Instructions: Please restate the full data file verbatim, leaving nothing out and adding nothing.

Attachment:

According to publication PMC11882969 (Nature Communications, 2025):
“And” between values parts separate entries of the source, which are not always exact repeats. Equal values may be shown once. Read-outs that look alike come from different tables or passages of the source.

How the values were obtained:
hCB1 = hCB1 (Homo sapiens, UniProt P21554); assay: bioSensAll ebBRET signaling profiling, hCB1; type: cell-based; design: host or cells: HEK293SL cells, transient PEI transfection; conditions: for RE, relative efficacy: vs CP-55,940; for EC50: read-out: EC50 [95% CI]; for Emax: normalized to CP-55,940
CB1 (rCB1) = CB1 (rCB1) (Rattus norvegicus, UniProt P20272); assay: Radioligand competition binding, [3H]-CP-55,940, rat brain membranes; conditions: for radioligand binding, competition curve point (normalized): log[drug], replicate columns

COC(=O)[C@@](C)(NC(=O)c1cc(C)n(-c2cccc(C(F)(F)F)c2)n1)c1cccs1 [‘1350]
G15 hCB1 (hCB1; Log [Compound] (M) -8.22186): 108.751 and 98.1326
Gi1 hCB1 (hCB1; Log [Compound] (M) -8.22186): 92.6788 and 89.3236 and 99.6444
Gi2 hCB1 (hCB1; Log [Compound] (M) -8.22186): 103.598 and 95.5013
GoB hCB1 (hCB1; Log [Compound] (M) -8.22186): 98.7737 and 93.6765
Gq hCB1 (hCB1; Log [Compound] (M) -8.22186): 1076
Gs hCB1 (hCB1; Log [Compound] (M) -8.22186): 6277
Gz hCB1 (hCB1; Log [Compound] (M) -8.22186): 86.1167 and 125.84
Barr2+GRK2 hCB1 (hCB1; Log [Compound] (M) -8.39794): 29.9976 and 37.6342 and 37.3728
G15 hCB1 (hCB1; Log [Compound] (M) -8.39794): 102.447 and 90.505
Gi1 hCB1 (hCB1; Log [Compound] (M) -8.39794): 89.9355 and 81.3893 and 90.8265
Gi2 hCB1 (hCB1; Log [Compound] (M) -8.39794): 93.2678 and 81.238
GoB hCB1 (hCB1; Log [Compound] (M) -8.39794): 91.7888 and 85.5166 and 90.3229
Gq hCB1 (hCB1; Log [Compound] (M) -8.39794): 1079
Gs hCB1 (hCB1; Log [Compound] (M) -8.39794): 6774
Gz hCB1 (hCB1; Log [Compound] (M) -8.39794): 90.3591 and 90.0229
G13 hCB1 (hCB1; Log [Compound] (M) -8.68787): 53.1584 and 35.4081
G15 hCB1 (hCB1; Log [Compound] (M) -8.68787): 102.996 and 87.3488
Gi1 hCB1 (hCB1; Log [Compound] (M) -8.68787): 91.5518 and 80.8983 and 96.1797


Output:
According to publication PMC11882969 (Nature Communications, 2025):
“And” between values parts separate entries of the source, which are not always exact repeats. Equal values may be shown once. Read-outs that look alike come from different tables or passages of the source.

How the values were obtained:
hCB1 = hCB1 (Homo sapiens, UniProt P21554); assay: bioSensAll ebBRET signaling profiling, hCB1; type: cell-based; design: host or cells: HEK293SL cells, transient PEI transfection; conditions: for RE, relative efficacy: vs CP-55,940; for EC50: read-out: EC50 [95% CI]; for Emax: normalized to CP-55,940
CB1 (rCB1) = CB1 (rCB1) (Rattus norvegicus, UniProt P20272); assay: Radioligand competition binding, [3H]-CP-55,940, rat brain membranes; conditions: for radioligand binding, competition curve point (normalized): log[drug], replicate columns

COC(=O)[C@@](C)(NC(=O)c1cc(C)n(-c2cccc(C(F)(F)F)c2)n1)c1cccs1 [‘1350]
G15 hCB1 (hCB1; Log [Compound] (M) -8.22186): 108.751 and 98.1326
Gi1 hCB1 (hCB1; Log [Compound] (M) -8.22186): 92.6788 and 89.3236 and 99.6444
Gi2 hCB1 (hCB1; Log [Compound] (M) -8.22186): 103.598 and 95.5013
GoB hCB1 (hCB1; Log [Compound] (M) -8.22186): 98.7737 and 93.6765
Gq hCB1 (hCB1; Log [Compound] (M) -8.22186): 1076
Gs hCB1 (hCB1; Log [Compound] (M) -8.22186): 6277
Gz hCB1 (hCB1; Log [Compound] (M) -8.22186): 86.1167 and 125.84
Barr2+GRK2 hCB1 (hCB1; Log [Compound] (M) -8.39794): 29.9976 and 37.6342 and 37.3728
G15 hCB1 (hCB1; Log [Compound] (M) -8.39794): 102.447 and 90.505
Gi1 hCB1 (hCB1; Log [Compound] (M) -8.39794): 89.9355 and 81.3893 and 90.8265
Gi2 hCB1 (hCB1; Log [Compound] (M) -8.39794): 93.2678 and 81.238
GoB hCB1 (hCB1; Log [Compound] (M) -8.39794): 91.7888 and 85.5166 and 90.3229
Gq hCB1 (hCB1; Log [Compound] (M) -8.39794): 1079
Gs hCB1 (hCB1; Log [Compound] (M) -8.39794): 6774
Gz hCB1 (hCB1; Log [Compound] (M) -8.39794): 90.3591 and 90.0229
G13 hCB1 (hCB1; Log [Compound] (M) -8.68787): 53.1584 and 35.4081
G15 hCB1 (hCB1; Log [Compound] (M) -8.68787): 102.996 and 87.3488
Gi1 hCB1 (hCB1; Log [Compound] (M) -8.68787): 91.5518 and 80.8983 and 96.1797